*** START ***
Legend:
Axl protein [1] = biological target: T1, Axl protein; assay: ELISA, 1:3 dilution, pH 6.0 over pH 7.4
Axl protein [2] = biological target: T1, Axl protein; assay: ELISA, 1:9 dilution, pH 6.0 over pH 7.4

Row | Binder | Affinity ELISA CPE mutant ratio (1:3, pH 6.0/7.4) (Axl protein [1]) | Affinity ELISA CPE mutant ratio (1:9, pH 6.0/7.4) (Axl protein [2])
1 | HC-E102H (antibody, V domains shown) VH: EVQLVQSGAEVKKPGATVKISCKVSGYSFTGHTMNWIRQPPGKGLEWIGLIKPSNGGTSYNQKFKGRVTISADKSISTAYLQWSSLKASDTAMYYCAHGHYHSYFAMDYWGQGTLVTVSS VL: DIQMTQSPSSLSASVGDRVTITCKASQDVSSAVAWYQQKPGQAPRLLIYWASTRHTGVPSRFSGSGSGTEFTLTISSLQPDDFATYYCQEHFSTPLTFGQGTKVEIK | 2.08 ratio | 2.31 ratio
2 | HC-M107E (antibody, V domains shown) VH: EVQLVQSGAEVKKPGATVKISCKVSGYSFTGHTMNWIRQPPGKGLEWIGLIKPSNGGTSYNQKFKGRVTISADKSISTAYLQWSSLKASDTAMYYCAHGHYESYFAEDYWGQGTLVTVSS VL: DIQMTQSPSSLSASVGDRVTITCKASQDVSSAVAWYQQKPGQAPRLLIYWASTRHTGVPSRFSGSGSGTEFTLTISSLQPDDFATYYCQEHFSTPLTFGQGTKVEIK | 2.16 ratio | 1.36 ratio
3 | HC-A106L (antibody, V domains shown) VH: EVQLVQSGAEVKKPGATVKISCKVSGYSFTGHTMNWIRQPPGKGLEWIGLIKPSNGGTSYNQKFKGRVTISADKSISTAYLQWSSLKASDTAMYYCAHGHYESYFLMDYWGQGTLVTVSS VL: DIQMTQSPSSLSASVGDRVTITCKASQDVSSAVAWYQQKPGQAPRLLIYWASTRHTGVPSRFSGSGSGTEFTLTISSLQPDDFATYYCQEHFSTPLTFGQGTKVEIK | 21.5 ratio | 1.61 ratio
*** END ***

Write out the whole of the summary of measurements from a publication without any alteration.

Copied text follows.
Legend:
Axl protein [1] = biological target: T1, Axl protein; assay: ELISA, 1:3 dilution, pH 6.0 over pH 7.4
Axl protein [2] = biological target: T1, Axl protein; assay: ELISA, 1:9 dilution, pH 6.0 over pH 7.4

Row | Binder | Affinity ELISA CPE mutant ratio (1:3, pH 6.0/7.4) (Axl protein [1]) | Affinity ELISA CPE mutant ratio (1:9, pH 6.0/7.4) (Axl protein [2])
1 | HC-E102H (antibody, V domains shown) VH: EVQLVQSGAEVKKPGATVKISCKVSGYSFTGHTMNWIRQPPGKGLEWIGLIKPSNGGTSYNQKFKGRVTISADKSISTAYLQWSSLKASDTAMYYCAHGHYHSYFAMDYWGQGTLVTVSS VL: DIQMTQSPSSLSASVGDRVTITCKASQDVSSAVAWYQQKPGQAPRLLIYWASTRHTGVPSRFSGSGSGTEFTLTISSLQPDDFATYYCQEHFSTPLTFGQGTKVEIK | 2.08 ratio | 2.31 ratio
2 | HC-M107E (antibody, V domains shown) VH: EVQLVQSGAEVKKPGATVKISCKVSGYSFTGHTMNWIRQPPGKGLEWIGLIKPSNGGTSYNQKFKGRVTISADKSISTAYLQWSSLKASDTAMYYCAHGHYESYFAEDYWGQGTLVTVSS VL: DIQMTQSPSSLSASVGDRVTITCKASQDVSSAVAWYQQKPGQAPRLLIYWASTRHTGVPSRFSGSGSGTEFTLTISSLQPDDFATYYCQEHFSTPLTFGQGTKVEIK | 2.16 ratio | 1.36 ratio
3 | HC-A106L (antibody, V domains shown) VH: EVQLVQSGAEVKKPGATVKISCKVSGYSFTGHTMNWIRQPPGKGLEWIGLIKPSNGGTSYNQKFKGRVTISADKSISTAYLQWSSLKASDTAMYYCAHGHYESYFLMDYWGQGTLVTVSS VL: DIQMTQSPSSLSASVGDRVTITCKASQDVSSAVAWYQQKPGQAPRLLIYWASTRHTGVPSRFSGSGSGTEFTLTISSLQPDDFATYYCQEHFSTPLTFGQGTKVEIK | 21.5 ratio | 1.61 ratio